Everything You Need to Know About Coloring Gray Hair
Whether you’re trying to conceal a few pesky silver strands or need to hide a more significant amount of gray, it’s important to understand exactly what type of haircolor techniques are best for dealing with grays. When hair stops producing color and turns gray, the outer layers of the hair known as the cuticle also start to get thicker, explains Redken Artist George Garcia This can make the hairs more resistant to absorbing dye, making gray coverage potentially more challenging than other color processes. Happily, Redken has got you (and your grays) covered. Here’s what you need to know about the best ways to achieve perfect gray coverage.
What are the Options for Covering Gray?
To boil it down, there are essentially two different types of color your colorist can use—demi-permanent or permanent. Demi-permanent options, like Redken’s range of Shades EQ acidic haircolor, deliver non-permanent pigment that will gradually fade over time. “Demi-permanent colors don’t cover the gray so much as they color it, making gray hairs blend in more with the overall color and look almost like a highlight,” explains Redken Artist Jason Gribbin. The big pro to taking this route is less maintenance; because the grow-out is much less noticeable, you’ll be able to go longer in between appointments.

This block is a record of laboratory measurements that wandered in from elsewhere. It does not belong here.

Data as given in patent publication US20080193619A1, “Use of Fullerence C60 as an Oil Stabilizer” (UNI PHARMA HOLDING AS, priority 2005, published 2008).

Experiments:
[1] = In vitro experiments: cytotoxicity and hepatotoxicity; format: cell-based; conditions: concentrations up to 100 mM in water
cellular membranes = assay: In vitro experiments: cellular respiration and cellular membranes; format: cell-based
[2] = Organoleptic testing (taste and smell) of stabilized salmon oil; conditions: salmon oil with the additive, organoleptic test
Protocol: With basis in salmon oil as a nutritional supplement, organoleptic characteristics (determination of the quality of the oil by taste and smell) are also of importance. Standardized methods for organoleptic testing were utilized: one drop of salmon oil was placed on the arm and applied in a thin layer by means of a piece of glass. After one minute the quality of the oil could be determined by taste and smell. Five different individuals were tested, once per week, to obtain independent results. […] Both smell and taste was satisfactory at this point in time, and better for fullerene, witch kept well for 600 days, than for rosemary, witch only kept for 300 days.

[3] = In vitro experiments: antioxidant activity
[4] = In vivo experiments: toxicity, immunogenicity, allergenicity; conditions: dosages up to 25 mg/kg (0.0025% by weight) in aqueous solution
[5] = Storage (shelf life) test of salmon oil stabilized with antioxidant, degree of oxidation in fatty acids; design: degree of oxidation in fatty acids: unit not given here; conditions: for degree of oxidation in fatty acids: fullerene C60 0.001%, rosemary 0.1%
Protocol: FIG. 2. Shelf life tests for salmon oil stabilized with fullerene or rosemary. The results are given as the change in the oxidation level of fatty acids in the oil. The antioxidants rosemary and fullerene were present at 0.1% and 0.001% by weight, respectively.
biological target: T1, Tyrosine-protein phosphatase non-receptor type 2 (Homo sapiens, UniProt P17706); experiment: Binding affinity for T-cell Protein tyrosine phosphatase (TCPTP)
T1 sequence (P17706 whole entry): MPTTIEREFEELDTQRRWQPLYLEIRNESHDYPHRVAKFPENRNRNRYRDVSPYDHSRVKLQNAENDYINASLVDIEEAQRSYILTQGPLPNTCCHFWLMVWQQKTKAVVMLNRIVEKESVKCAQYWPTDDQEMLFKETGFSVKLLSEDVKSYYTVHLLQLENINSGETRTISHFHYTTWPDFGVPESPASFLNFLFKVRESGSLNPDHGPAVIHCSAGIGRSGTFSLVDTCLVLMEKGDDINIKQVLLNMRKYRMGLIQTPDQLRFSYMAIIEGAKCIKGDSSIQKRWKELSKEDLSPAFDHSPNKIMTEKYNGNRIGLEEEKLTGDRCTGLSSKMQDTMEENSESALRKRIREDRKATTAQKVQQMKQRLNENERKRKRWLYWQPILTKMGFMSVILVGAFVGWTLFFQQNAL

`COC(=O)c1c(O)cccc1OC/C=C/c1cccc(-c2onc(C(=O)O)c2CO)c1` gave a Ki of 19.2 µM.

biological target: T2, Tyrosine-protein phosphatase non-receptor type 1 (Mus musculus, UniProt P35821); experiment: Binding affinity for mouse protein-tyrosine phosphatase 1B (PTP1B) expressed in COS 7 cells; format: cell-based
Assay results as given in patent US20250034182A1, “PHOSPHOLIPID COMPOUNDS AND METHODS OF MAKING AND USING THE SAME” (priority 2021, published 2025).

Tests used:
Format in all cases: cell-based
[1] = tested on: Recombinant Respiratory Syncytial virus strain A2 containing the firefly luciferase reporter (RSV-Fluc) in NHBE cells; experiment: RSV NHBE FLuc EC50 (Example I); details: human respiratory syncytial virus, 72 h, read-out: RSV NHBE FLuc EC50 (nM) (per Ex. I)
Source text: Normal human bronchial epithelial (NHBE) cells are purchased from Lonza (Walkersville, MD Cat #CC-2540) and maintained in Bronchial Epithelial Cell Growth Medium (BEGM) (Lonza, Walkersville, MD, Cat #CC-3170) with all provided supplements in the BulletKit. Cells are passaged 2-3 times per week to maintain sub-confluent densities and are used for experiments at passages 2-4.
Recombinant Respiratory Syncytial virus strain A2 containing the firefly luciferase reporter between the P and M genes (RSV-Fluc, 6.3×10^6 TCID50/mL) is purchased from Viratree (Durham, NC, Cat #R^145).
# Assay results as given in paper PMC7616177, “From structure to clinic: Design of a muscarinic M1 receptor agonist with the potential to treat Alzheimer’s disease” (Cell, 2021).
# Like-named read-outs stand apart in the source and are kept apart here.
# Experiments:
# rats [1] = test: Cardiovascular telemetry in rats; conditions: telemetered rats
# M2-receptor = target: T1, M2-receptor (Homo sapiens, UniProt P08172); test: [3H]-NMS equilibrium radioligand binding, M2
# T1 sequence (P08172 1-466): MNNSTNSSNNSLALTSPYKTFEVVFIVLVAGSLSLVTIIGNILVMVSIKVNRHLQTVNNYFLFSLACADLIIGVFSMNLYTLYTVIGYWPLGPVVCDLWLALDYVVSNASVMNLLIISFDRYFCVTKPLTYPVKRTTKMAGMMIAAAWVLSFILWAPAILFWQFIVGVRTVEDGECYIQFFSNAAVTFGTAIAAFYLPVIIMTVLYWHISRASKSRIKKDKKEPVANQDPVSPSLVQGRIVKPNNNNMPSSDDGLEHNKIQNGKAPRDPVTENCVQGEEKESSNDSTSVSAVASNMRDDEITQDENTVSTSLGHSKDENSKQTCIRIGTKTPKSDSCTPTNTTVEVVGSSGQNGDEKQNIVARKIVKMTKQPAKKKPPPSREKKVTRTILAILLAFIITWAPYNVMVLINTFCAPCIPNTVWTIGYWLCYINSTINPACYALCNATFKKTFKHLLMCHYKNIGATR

What is Permanent Color?
On the other side of the spectrum is permanent color, which completely covers gray, delivering a more solid and uniform result, says Gribbin. His analogy? Picture a piece of wood. Staining it would have the same effect as demi-permanent color—you’d still be able to see the natural grain and there’d be variation in the shades and tone. Permanent color would be like taking brown paint and painting the board so that it’s totally and completely covered.
So, Why is Permanent Color the Best Way to Cover Gray?
“When you want that immediate satisfaction of leaving the salon and no longer seeing any grays whatsoever, permanent haircolor is the way to go,” says Gribbin. If that sounds like your hair color goal, talk to your colorist about Redken’s Color Gels Lacquers. The low-ammonia formula packs exceptional gray coverage, no matter how much gray you have. Garcia also adds that the thicker viscosity of the gel formula makes for an even and uniform application, since it moves easily through all of the hair. Plus, the single-process color works quickly, delivering gray coverage in as little as 25-35 minutes, he says.
Remind Me: What is a Single Process Hair Color Application?
Pretty much exactly what it sounds like. Your colorist will apply the color, let it sit and process, then rinse it off and you’re good to go. Compare that to a technique such as highlighting, where, post-rinse there’s usually another type of color (such as a gloss) applied. So yes, while permanent color may require slightly more frequent salon trip because those new grays will be very noticeable once they start to appear, the upshot is that those coloring appointments will be short and sweet.